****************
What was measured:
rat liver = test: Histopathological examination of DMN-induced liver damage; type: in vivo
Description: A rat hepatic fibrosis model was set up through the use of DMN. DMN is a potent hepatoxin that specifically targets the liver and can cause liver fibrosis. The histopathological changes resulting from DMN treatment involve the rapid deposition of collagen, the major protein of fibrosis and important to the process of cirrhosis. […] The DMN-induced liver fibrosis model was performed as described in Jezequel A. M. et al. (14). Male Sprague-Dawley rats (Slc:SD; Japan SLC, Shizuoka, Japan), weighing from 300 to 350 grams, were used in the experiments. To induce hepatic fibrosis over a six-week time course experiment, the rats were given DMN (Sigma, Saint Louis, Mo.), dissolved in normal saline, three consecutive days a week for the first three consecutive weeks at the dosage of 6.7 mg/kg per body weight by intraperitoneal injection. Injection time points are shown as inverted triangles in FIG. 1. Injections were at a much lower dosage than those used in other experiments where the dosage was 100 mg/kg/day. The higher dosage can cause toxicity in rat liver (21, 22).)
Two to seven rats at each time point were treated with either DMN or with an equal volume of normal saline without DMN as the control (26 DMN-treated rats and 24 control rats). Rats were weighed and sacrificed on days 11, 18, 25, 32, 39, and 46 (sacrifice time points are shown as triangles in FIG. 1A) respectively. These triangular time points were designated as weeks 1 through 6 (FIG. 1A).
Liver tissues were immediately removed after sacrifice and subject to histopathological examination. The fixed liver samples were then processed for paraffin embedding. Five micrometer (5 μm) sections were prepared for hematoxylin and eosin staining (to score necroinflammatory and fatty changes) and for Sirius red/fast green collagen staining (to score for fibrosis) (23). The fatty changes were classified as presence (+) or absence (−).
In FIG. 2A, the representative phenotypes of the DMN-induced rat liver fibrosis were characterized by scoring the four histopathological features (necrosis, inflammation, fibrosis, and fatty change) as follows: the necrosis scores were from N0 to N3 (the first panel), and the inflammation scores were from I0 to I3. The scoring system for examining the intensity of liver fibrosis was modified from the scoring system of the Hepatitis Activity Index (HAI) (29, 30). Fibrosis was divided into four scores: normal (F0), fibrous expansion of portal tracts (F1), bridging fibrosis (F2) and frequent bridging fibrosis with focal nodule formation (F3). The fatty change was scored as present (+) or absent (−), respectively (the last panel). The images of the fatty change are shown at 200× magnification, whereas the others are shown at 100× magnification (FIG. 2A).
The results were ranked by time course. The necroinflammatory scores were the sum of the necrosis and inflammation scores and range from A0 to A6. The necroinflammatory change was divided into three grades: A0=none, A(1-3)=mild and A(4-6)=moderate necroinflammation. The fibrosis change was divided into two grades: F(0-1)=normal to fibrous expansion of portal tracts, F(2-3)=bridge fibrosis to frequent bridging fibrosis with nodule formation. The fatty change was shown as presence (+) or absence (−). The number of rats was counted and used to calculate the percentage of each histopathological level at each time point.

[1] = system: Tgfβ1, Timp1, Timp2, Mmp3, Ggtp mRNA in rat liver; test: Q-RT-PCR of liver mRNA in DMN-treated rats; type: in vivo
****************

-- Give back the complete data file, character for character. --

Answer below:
What was measured:
rat liver = test: Histopathological examination of DMN-induced liver damage; type: in vivo
Description: A rat hepatic fibrosis model was set up through the use of DMN. DMN is a potent hepatoxin that specifically targets the liver and can cause liver fibrosis. The histopathological changes resulting from DMN treatment involve the rapid deposition of collagen, the major protein of fibrosis and important to the process of cirrhosis. […] The DMN-induced liver fibrosis model was performed as described in Jezequel A. M. et al. (14). Male Sprague-Dawley rats (Slc:SD; Japan SLC, Shizuoka, Japan), weighing from 300 to 350 grams, were used in the experiments. To induce hepatic fibrosis over a six-week time course experiment, the rats were given DMN (Sigma, Saint Louis, Mo.), dissolved in normal saline, three consecutive days a week for the first three consecutive weeks at the dosage of 6.7 mg/kg per body weight by intraperitoneal injection. Injection time points are shown as inverted triangles in FIG. 1. Injections were at a much lower dosage than those used in other experiments where the dosage was 100 mg/kg/day. The higher dosage can cause toxicity in rat liver (21, 22).)
Two to seven rats at each time point were treated with either DMN or with an equal volume of normal saline without DMN as the control (26 DMN-treated rats and 24 control rats). Rats were weighed and sacrificed on days 11, 18, 25, 32, 39, and 46 (sacrifice time points are shown as triangles in FIG. 1A) respectively. These triangular time points were designated as weeks 1 through 6 (FIG. 1A).
Liver tissues were immediately removed after sacrifice and subject to histopathological examination. The fixed liver samples were then processed for paraffin embedding. Five micrometer (5 μm) sections were prepared for hematoxylin and eosin staining (to score necroinflammatory and fatty changes) and for Sirius red/fast green collagen staining (to score for fibrosis) (23). The fatty changes were classified as presence (+) or absence (−).
In FIG. 2A, the representative phenotypes of the DMN-induced rat liver fibrosis were characterized by scoring the four histopathological features (necrosis, inflammation, fibrosis, and fatty change) as follows: the necrosis scores were from N0 to N3 (the first panel), and the inflammation scores were from I0 to I3. The scoring system for examining the intensity of liver fibrosis was modified from the scoring system of the Hepatitis Activity Index (HAI) (29, 30). Fibrosis was divided into four scores: normal (F0), fibrous expansion of portal tracts (F1), bridging fibrosis (F2) and frequent bridging fibrosis with focal nodule formation (F3). The fatty change was scored as present (+) or absent (−), respectively (the last panel). The images of the fatty change are shown at 200× magnification, whereas the others are shown at 100× magnification (FIG. 2A).
The results were ranked by time course. The necroinflammatory scores were the sum of the necrosis and inflammation scores and range from A0 to A6. The necroinflammatory change was divided into three grades: A0=none, A(1-3)=mild and A(4-6)=moderate necroinflammation. The fibrosis change was divided into two grades: F(0-1)=normal to fibrous expansion of portal tracts, F(2-3)=bridge fibrosis to frequent bridging fibrosis with nodule formation. The fatty change was shown as presence (+) or absence (−). The number of rats was counted and used to calculate the percentage of each histopathological level at each time point.

[1] = system: Tgfβ1, Timp1, Timp2, Mmp3, Ggtp mRNA in rat liver; test: Q-RT-PCR of liver mRNA in DMN-treated rats; type: in vivo